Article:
Where the terraces waltz up the ballpark-facing corner, they also form a recessed C shape on the opposite side to create a courtyard. “It’s not just that the building cuts away from West Half Street—it cantilevers over the courtyard,” Greenberg says. “It’s a very clever way to create visual interest without sacrificing rentable square footage.”

The courtyard is one of a number of amenities available to all residents, including 29 units that make up the low-rise portion of the west volume. On the ground level, private terraces mix with common gardens, landscaping, and sitting areas and merge into a lounge and gym. “It’s an extension of the exercise and yoga experiences,” Bailey says.

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Residents and visitors enter the building by one of two lobbies, whose floors and walls are composed with different material palettes. One is clad in a teak stone with woodlike marbling, and the other intersperses limestone and marble, creating a layered and rough pattern that recalls the balcony-punctuated facade. Courtesy Scott Frances

Two entrances with their own distinct lobbies are based on north/south orientation, and no expense was spared on their material palettes. Each lobby features a different stone—in one, it’s a teak stone with a woodlike grain. “On the other side are limestone and white marble, with a rough texture that resembles the facade panels overlapping outside,” Chen says.

West Half started out as half condo and half rental, and the developer and architect also explored an office component, but the building eventually evolved into strictly residential rental. “The apartments range from studios to one-bedroom, two-bedroom, and a few three-bedrooms,” Bailey says.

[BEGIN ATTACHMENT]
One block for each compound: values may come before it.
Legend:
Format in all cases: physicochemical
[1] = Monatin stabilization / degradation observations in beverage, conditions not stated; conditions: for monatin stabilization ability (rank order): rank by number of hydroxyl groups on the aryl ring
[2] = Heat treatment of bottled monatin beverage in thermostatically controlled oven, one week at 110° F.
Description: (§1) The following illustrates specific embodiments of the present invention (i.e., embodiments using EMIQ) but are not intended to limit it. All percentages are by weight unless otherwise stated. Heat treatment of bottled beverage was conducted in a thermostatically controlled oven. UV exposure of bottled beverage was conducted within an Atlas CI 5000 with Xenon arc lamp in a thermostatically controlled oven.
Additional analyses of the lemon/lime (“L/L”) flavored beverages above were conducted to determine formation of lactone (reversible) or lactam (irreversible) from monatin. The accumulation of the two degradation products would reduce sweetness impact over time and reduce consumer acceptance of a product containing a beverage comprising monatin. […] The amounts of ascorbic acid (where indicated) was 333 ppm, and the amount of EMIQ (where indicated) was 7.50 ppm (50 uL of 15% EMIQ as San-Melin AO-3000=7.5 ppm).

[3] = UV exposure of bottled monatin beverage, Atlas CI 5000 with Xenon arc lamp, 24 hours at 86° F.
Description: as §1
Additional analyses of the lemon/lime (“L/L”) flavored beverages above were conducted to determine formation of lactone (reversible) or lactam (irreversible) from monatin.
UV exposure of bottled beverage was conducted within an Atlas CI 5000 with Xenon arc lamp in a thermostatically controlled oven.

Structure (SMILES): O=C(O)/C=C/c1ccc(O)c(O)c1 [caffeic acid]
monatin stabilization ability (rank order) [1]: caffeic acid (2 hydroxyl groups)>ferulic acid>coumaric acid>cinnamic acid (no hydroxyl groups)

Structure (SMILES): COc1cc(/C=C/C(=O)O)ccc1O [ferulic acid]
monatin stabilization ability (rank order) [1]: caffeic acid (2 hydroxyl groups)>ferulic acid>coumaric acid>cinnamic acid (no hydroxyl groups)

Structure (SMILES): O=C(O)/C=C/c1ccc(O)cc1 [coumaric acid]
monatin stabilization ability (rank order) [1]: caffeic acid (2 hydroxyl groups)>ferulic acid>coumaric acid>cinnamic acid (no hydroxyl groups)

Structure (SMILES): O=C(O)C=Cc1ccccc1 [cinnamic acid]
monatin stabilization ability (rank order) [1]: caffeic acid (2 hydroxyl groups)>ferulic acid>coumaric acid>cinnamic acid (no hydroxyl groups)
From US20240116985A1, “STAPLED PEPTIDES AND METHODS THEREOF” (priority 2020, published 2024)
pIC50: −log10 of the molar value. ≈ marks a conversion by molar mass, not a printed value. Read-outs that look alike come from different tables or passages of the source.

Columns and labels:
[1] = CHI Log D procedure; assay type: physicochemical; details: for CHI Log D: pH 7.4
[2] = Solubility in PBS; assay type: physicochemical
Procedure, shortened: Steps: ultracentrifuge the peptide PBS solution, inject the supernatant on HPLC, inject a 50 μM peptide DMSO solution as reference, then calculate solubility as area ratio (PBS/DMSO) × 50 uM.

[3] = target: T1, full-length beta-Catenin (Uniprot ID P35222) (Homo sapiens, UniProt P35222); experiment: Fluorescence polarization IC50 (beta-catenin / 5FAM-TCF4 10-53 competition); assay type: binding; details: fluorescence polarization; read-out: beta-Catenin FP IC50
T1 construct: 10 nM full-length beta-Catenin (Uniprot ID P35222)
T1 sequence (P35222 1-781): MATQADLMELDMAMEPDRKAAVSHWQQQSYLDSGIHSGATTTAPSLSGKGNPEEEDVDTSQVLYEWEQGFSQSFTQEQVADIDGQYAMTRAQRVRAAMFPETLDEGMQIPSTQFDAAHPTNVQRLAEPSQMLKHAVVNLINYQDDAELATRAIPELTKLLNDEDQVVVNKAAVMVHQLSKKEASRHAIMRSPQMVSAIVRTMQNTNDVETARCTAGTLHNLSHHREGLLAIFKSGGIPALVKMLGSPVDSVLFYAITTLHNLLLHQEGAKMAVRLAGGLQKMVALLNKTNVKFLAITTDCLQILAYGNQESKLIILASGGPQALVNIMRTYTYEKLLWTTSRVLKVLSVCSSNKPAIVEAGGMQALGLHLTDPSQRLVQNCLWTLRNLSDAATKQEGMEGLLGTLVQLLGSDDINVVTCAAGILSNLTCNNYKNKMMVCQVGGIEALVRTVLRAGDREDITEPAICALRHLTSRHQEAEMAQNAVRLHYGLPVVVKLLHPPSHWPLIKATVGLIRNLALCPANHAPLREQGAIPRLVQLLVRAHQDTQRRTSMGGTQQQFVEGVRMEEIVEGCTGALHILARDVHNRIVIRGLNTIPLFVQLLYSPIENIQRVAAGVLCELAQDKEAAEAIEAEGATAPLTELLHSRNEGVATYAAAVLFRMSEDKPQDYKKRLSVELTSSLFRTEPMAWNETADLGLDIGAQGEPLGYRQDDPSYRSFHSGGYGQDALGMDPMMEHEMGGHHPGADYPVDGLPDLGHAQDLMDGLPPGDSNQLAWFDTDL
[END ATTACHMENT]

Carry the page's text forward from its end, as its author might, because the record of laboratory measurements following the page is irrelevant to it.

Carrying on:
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Beyond a pool, the rooftop also offers sweeping views south toward Nationals Park and north toward the Capitol. Courtesy Scott Frances

It’s the rooftop entertainment complex, though, that hits this building’s proverbial home run. There the developers combined two penthouse units into a VIP suite for residents, complete with a well-equipped shared kitchen. Finishes and furnishings of this lounge were designed by V Starr, Venus Williams’s interior design firm. “It’s the main amenity space—two big rooms with their own private terraces and a bar,” Greenberg says. “It’s like an owner’s box in the ballpark.”

Also on the rooftop is a concentrated roster of other amenities: a common area with pull-down ballpark seats, swimming pool, lounge, and bar. “There’s a mezzanine with a view out to the ballpark, and then at the other end, a view of the Capitol Dome and the Washington Monument,” Bailey says.

Even during a time of pandemic, the building’s already 50 percent leased—and at a premium. “The design brings value not just in experiences but in financials for the developer,” Bailey says. “We pushed the design for the outdoor views, and the developer is renting at a higher rate than expected.”

Little wonder, then, that Greenberg refers to it as a “trophy building.”

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Categories: Residential Architecture